“If you are going to Sri Lanka for a cultural vacation but want to have a few days at the beach at the end, choose your beach carefully. On the southwest coast a lot of the beaches look idyllic in the pictures, but are actually crammed full of charter beach trippers, and completely in contrast with the rest of your time in Sri Lanka.”

Family travel advice

Liddy Pleasants, from our supplier Stubborn Mule Travel:
“The main thing for families is to not overdo it. I would advise them to spend three or four nights in one place and then move on to the next. So, for example, go to the Cultural Triangle, and just stay put for a few days seeing everything from there. We give our guests a local driver to take them around, who will do things like stop at lovely fruit stalls along the way and you can try all sorts of tropical fruits you haven’t heard of before.”

Tipping in Sri Lanka

John Beswetherick, Managing Director of our supplier Tikalanka (UK) Limited:
“Sri Lanka is a tipping culture, and it’s naïve of Westerners to go out there and get indignant about being asked for money all the time. You just have to accept it, and be pleasant about it if you don’t want to give a tip, or use a service. 99 percent of the time the person will then go away. Yes, a lot of them are trying to get an extra buck from tourists, but some of them are also on the breadline. So, I just like to educate people that this is the way of life, so just be relaxed about it.”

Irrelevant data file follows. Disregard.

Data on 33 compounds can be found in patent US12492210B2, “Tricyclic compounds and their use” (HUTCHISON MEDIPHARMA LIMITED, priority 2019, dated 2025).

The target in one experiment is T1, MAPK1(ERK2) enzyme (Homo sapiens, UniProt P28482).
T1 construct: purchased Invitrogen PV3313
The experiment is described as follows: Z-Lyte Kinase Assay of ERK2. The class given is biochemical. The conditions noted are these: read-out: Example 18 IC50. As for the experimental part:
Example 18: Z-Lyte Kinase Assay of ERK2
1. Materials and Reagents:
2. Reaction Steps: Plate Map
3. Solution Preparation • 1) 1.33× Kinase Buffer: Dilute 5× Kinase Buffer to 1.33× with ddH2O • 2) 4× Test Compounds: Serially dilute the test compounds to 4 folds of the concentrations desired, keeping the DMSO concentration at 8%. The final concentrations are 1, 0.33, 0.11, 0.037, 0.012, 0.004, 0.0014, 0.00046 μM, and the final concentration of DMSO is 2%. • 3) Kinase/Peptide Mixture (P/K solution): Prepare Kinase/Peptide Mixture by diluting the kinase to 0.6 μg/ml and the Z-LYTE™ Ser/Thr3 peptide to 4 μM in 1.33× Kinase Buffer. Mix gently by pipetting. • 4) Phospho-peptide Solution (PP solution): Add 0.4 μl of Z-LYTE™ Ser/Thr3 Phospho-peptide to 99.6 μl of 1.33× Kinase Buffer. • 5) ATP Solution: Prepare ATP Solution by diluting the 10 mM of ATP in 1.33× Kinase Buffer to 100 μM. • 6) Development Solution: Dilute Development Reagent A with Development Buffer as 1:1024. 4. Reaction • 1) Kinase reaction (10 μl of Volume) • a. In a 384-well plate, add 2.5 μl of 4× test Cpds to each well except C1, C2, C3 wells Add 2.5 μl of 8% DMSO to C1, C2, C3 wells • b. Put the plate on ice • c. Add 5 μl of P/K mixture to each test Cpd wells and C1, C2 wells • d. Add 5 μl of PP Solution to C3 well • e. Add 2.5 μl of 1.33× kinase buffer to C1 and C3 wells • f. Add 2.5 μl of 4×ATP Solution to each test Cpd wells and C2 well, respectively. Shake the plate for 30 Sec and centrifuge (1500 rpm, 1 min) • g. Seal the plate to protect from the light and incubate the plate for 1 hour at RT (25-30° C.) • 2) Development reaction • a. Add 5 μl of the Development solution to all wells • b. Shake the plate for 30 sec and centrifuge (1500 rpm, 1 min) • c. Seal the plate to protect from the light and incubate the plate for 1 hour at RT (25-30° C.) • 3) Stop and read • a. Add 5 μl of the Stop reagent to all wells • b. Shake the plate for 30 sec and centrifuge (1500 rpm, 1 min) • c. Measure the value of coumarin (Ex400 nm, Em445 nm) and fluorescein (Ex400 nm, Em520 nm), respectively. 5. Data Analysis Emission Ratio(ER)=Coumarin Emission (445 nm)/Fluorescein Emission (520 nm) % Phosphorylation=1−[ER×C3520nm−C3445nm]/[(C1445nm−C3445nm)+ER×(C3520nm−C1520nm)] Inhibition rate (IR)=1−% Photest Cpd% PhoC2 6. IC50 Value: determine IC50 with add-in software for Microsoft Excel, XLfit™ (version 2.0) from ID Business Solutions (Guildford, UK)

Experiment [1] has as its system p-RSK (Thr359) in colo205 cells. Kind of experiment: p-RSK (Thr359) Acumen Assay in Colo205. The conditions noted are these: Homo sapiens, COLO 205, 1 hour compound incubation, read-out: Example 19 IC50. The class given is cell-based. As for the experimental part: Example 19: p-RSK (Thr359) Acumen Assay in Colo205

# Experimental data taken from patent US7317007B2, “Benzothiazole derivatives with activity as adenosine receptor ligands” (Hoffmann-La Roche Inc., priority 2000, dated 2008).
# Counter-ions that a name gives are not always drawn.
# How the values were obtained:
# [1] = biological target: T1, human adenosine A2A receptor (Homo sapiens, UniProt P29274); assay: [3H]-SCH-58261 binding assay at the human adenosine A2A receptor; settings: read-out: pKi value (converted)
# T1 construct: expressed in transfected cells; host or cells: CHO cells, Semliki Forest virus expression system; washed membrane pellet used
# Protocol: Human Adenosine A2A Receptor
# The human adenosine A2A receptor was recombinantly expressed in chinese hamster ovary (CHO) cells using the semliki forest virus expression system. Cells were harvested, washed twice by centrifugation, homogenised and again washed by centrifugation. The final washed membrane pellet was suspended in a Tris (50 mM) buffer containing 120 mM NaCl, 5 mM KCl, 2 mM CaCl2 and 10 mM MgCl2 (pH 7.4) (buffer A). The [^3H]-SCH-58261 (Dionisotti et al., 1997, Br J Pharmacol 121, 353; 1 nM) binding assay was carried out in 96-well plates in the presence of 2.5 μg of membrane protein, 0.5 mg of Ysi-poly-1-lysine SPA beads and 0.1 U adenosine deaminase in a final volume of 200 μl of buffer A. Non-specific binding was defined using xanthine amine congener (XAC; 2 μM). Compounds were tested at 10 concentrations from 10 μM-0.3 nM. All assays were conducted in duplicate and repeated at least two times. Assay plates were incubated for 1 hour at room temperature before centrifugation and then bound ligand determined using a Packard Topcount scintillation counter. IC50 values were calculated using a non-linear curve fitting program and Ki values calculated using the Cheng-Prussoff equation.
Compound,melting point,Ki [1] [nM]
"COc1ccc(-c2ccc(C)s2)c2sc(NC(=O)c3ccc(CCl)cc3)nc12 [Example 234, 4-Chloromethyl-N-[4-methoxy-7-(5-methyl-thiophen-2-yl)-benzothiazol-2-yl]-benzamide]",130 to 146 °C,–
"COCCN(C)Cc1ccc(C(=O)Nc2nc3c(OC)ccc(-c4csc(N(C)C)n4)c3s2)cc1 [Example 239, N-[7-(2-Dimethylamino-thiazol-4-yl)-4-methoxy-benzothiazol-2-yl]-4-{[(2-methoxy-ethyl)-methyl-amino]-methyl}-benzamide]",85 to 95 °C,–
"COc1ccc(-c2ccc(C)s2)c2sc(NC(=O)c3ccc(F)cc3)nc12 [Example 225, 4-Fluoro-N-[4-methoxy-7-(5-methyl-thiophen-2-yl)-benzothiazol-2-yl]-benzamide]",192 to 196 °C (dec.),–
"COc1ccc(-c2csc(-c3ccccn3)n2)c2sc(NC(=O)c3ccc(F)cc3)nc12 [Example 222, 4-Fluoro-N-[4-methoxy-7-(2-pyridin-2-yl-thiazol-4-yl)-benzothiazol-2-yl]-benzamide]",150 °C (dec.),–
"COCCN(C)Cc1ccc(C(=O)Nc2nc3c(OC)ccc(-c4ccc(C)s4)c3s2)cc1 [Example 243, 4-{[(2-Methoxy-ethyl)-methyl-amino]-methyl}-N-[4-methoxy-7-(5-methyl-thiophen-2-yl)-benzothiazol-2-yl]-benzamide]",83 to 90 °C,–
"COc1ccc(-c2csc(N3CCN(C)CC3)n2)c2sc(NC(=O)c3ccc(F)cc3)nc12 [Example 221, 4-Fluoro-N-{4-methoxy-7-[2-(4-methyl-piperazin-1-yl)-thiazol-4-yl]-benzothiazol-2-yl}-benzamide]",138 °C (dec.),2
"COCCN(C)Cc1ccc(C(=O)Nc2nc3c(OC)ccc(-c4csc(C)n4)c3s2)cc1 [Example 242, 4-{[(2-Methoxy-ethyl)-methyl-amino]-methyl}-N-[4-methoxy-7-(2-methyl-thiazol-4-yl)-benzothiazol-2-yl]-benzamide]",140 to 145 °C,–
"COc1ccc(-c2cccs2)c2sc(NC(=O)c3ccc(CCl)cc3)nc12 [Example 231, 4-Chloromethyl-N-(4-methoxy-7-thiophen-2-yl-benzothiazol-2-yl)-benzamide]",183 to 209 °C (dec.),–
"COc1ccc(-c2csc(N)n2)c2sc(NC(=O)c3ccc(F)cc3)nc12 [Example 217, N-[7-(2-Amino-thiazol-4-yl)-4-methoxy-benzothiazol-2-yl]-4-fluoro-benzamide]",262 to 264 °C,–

Best time to go

Ishara De Silva Managing Director of our supplier Srimal Plantation and Ayurveda Hotel:
"Don’t worry too much about the monsoon season, because it is summer all year round anyway. Sometimes it can rain nonstop for the month of May, but other times it might just rain in the evening. Anyway, the monsoon transforms villages into a whole other way of being, and we are used to that. Often our visitors love it too. So, for example, we lose electricity sometimes, but it doesn’t faze anybody, going back to candles and oil lamps. We do yoga with oil lamps instead of lights, and our guests love that”.

Best time to go

John Beswetherick, Managing Director of our supplier Tikalanka (UK) Limited:
“Everyone knows about the Esala Perahera Festival in Kandy, but the Navam Perahera in Colombo at the full moon in February is not so touristy. The other one is the big Hindu Kataragama Festival in July and August, near the Yala National Park, which is a great experience.”

Responsible tourism in Sri Lanka

Ishara De Silva Managing Director of our supplier Srimal Plantation and Ayurveda Hotel:
“There is a lot of antique smuggling going on, so be very careful when buying antiques as it is illegal to take these things out of the country. If you buy a reproduction, the sales person you are buying it from must give you a document from the Archaeological Department of Sri Lanka, to show that it is not, in fact, an antique and therefore fine to take abroad.”

“Sri Lankans are sensitive and emotional people so be wary of talking about the war. You can talk about it, but be prepared that it might get heated and to walk away from the discussion if needs be. But generally a lot of people have moved on from it.”

Sri Lanka cultural vacations advice

At Responsible Travel, we think the best people to advise our travelers are often... other travelers. They always return from our tours with packing tips, weather reports, ideas about what to do - and opinions about what not to.